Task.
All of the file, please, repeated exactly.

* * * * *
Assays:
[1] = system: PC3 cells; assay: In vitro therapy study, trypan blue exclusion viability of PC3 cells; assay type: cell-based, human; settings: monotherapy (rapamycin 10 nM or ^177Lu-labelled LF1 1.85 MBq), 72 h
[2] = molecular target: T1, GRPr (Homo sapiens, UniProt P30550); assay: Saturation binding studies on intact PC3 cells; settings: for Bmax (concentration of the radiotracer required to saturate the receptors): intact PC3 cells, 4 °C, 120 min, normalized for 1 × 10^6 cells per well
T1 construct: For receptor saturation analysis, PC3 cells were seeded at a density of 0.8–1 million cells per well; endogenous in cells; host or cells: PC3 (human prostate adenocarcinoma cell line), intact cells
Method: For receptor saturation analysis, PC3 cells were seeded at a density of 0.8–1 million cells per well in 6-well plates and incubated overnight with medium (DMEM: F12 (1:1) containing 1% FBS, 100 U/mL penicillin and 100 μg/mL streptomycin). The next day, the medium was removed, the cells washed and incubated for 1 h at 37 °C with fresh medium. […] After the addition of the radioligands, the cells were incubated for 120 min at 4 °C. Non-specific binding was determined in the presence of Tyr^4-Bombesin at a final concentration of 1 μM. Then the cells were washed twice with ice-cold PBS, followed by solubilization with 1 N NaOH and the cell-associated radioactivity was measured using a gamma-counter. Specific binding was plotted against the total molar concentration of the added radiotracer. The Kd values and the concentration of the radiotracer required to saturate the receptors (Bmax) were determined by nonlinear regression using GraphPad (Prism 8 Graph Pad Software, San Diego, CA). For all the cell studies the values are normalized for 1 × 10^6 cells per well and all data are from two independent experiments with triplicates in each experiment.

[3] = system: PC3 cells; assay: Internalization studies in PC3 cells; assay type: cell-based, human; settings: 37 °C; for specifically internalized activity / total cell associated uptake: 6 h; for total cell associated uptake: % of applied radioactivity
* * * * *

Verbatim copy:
Assays:
[1] = system: PC3 cells; assay: In vitro therapy study, trypan blue exclusion viability of PC3 cells; assay type: cell-based, human; settings: monotherapy (rapamycin 10 nM or ^177Lu-labelled LF1 1.85 MBq), 72 h
[2] = molecular target: T1, GRPr (Homo sapiens, UniProt P30550); assay: Saturation binding studies on intact PC3 cells; settings: for Bmax (concentration of the radiotracer required to saturate the receptors): intact PC3 cells, 4 °C, 120 min, normalized for 1 × 10^6 cells per well
T1 construct: For receptor saturation analysis, PC3 cells were seeded at a density of 0.8–1 million cells per well; endogenous in cells; host or cells: PC3 (human prostate adenocarcinoma cell line), intact cells
Method: For receptor saturation analysis, PC3 cells were seeded at a density of 0.8–1 million cells per well in 6-well plates and incubated overnight with medium (DMEM: F12 (1:1) containing 1% FBS, 100 U/mL penicillin and 100 μg/mL streptomycin). The next day, the medium was removed, the cells washed and incubated for 1 h at 37 °C with fresh medium. […] After the addition of the radioligands, the cells were incubated for 120 min at 4 °C. Non-specific binding was determined in the presence of Tyr^4-Bombesin at a final concentration of 1 μM. Then the cells were washed twice with ice-cold PBS, followed by solubilization with 1 N NaOH and the cell-associated radioactivity was measured using a gamma-counter. Specific binding was plotted against the total molar concentration of the added radiotracer. The Kd values and the concentration of the radiotracer required to saturate the receptors (Bmax) were determined by nonlinear regression using GraphPad (Prism 8 Graph Pad Software, San Diego, CA). For all the cell studies the values are normalized for 1 × 10^6 cells per well and all data are from two independent experiments with triplicates in each experiment.

[3] = system: PC3 cells; assay: Internalization studies in PC3 cells; assay type: cell-based, human; settings: 37 °C; for specifically internalized activity / total cell associated uptake: 6 h; for total cell associated uptake: % of applied radioactivity